For months, Oliver Platt moved like a weather system through New York's media world as he prepared for his starring role as a newspaper columnist in NBC's Deadline, which premieres October 2. He lurked -- to whatever extent this towering actor can successfully lurk -- at media parties. He took journalists to lunch. And he spent endless hours hanging around tabloid newsrooms, soaking up the information he needed to portray "Wallace Benton," who (like most newspaper people we know) solves murder mysteries on the side. The city's journalists seemed to be hurling themselves into his path, flashing their wisdom like Rolexes.
Platt was seen rubbing shoulders with Tom Brokaw and Walter Isaacson at the Inside.com launch party and lunching with the Times' Alex Kuczynski. There was a hall-of-mirrors quality to it all: an actor talking to journalists about playing a journalist on a TV show whose success or failure would depend, to a certain extent, on what journalists thought of it.
As the only journalist in New York who hadn't been consulted by Platt, I decided to take matters into my own hands and visit him on the Deadline set in the old New York Post building on South Street. Who knew what character-defining trait he might yet pick up from me -- an archly raised eyebrow, for instance -- and use, and make his own, and thank me for come Emmy time? So, after Platt films a brief scene with Bebe Neuwirth and Hope Davis in the newsroom of the fictional New York Ledger, the two of us withdraw to his makeshift dressing room to discuss the results of his research.
"There was a hall-of-mirrors quality to it," Platt observes, settling into a chair. "You know: 'Here I am, talking to a journalist about playing a journalist in a show whose success or failure is gonna be determined to a certain extent by journalists.' " (Uncanny: The guy really has done his homework.) So what, in the end, has he learned about the profession?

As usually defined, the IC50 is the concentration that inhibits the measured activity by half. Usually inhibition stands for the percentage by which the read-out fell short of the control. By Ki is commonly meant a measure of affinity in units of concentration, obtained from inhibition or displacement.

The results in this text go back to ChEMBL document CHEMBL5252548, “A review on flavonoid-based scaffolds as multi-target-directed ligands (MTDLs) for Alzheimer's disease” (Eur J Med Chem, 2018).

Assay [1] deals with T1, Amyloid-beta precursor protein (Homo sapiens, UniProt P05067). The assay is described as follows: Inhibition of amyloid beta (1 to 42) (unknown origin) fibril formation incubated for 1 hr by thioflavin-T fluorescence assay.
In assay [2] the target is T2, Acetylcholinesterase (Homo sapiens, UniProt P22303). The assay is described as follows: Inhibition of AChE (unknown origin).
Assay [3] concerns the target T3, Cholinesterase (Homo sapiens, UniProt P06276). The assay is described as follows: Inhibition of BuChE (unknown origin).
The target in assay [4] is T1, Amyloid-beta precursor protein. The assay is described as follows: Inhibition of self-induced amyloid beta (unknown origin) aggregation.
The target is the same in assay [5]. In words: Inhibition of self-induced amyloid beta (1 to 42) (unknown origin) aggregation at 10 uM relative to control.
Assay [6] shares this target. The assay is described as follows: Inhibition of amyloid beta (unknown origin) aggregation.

"It's never as glamorous as you think it's gonna be," he says. "The newsroom is a petri dish of adolescent behavior. Most journalists have above-average intelligence and below-average salaries, and they're constantly interviewing people who make a lot more money than they do. So they have good reasons to be pissed off in an amusing way."
Platt really did take his research seriously, schooling himself to the point where he can now discuss the relative merits of Breslin and Royko. "You just never know when you're gonna need it," he says. "Something will happen on the show, and I'll go, 'No, no, no, no, that's not the way it happens.' In one script, there was some name for photographers, and I said, 'That's not what they call them in the newspaper trade -- they call them 'shooters.' "
While growing up abroad as the son of a diplomat, Platt spent a lot of time around journalists. (His brother Adam became one and is now a food writer for this magazine.) Some of his key New York sources give him high marks as a student and -- should the acting thing not work out -- as a potential summer intern. "Very enthusiastic," says Leonard Levitt, Newsday's "One Police Plaza" columnist. "Unassuming and self-deprecating," says New York Post reporter Philip Messing, who let Platt join him for a shift at police headquarters one evening.
"He started to take an interest in specific stories and headlines and in how we play things," says Richard T. Pienciak, metro editor of the Daily News, where Platt spent a couple of weeks. "I found myself discussing with him how we were approaching a particular story. He became one of us. When he left, I felt like we lost somebody off the team -- 'Where's Oliver?' I'd love to have him around here."
And does Platt himself think he'd make a good journalist? Grimace. Then, more hopefully: "I'm nosy -- "
There's a knock at the door: Platt is being called to the set. As he rises, he smiles sideways and says, "Hey, if you need to make up some snappy quote for me, that's okay." The boy has learned something. Or maybe he was just slipping, effortlessly, back into character.